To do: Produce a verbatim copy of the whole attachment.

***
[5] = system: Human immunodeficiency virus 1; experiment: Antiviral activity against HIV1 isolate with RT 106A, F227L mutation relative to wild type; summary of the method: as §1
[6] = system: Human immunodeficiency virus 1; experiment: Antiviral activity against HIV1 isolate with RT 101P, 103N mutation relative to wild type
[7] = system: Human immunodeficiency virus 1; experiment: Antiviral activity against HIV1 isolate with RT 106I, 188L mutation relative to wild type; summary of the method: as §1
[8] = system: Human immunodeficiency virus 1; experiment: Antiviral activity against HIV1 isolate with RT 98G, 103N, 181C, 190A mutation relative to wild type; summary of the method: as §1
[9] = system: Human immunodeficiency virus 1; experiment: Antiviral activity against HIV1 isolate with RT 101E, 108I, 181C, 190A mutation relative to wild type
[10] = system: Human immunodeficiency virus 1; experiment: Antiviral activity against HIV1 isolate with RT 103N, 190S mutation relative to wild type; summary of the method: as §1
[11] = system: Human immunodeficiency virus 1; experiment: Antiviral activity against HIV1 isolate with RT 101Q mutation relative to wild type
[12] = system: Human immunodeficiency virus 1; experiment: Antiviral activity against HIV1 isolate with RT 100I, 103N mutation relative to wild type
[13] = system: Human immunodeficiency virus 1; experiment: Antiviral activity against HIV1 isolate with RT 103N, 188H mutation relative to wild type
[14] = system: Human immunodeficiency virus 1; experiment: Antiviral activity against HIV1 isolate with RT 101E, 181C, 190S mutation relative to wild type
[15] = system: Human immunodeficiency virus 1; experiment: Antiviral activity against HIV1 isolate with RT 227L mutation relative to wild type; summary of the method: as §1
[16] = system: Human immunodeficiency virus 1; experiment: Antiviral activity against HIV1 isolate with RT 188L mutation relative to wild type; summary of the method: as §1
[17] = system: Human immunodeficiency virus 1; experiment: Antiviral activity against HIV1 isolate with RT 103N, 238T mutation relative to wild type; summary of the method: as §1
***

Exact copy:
[5] = system: Human immunodeficiency virus 1; experiment: Antiviral activity against HIV1 isolate with RT 106A, F227L mutation relative to wild type; summary of the method: as §1
[6] = system: Human immunodeficiency virus 1; experiment: Antiviral activity against HIV1 isolate with RT 101P, 103N mutation relative to wild type
[7] = system: Human immunodeficiency virus 1; experiment: Antiviral activity against HIV1 isolate with RT 106I, 188L mutation relative to wild type; summary of the method: as §1
[8] = system: Human immunodeficiency virus 1; experiment: Antiviral activity against HIV1 isolate with RT 98G, 103N, 181C, 190A mutation relative to wild type; summary of the method: as §1
[9] = system: Human immunodeficiency virus 1; experiment: Antiviral activity against HIV1 isolate with RT 101E, 108I, 181C, 190A mutation relative to wild type
[10] = system: Human immunodeficiency virus 1; experiment: Antiviral activity against HIV1 isolate with RT 103N, 190S mutation relative to wild type; summary of the method: as §1
[11] = system: Human immunodeficiency virus 1; experiment: Antiviral activity against HIV1 isolate with RT 101Q mutation relative to wild type
[12] = system: Human immunodeficiency virus 1; experiment: Antiviral activity against HIV1 isolate with RT 100I, 103N mutation relative to wild type
[13] = system: Human immunodeficiency virus 1; experiment: Antiviral activity against HIV1 isolate with RT 103N, 188H mutation relative to wild type
[14] = system: Human immunodeficiency virus 1; experiment: Antiviral activity against HIV1 isolate with RT 101E, 181C, 190S mutation relative to wild type
[15] = system: Human immunodeficiency virus 1; experiment: Antiviral activity against HIV1 isolate with RT 227L mutation relative to wild type; summary of the method: as §1
[16] = system: Human immunodeficiency virus 1; experiment: Antiviral activity against HIV1 isolate with RT 188L mutation relative to wild type; summary of the method: as §1
[17] = system: Human immunodeficiency virus 1; experiment: Antiviral activity against HIV1 isolate with RT 103N, 238T mutation relative to wild type; summary of the method: as §1